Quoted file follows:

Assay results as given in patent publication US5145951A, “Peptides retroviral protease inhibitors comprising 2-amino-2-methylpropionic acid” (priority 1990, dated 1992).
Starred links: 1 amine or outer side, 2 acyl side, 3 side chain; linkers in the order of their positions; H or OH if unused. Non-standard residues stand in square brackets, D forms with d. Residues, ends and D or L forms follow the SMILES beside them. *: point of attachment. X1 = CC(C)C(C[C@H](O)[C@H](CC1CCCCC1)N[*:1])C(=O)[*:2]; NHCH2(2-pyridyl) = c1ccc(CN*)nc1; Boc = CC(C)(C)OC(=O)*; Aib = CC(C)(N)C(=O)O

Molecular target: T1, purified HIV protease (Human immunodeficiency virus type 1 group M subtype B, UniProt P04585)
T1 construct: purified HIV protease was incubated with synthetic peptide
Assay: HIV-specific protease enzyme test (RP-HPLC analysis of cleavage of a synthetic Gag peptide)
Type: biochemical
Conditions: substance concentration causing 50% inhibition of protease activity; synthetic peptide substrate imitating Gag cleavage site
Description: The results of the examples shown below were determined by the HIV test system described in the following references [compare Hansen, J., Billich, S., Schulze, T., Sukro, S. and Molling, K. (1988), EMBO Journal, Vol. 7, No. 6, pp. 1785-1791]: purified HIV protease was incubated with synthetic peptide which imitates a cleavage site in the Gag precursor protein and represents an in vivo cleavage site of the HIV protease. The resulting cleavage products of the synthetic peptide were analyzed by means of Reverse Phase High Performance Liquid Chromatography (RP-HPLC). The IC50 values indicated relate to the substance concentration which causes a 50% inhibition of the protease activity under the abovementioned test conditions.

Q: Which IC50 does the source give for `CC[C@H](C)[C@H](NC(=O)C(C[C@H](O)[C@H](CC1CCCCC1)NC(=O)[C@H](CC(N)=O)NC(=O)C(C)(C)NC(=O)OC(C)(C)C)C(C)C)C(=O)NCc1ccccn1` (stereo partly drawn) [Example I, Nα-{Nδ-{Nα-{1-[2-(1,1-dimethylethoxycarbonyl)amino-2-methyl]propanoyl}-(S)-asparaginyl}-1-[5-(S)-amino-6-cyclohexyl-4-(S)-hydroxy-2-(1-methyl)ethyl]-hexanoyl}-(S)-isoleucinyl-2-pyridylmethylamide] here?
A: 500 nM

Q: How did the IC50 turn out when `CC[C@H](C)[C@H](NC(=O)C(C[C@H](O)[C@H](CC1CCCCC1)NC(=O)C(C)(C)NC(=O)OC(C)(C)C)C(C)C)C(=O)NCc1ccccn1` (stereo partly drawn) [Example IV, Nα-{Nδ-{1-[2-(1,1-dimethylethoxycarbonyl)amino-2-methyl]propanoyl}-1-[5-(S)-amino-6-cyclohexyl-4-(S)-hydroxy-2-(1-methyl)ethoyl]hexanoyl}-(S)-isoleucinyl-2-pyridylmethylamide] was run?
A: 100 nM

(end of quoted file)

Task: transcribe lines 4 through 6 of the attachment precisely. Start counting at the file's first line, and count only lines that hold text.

T1 construct: purified HIV protease was incubated with synthetic peptide
Assay: HIV-specific protease enzyme test (RP-HPLC analysis of cleavage of a synthetic Gag peptide)
Type: biochemical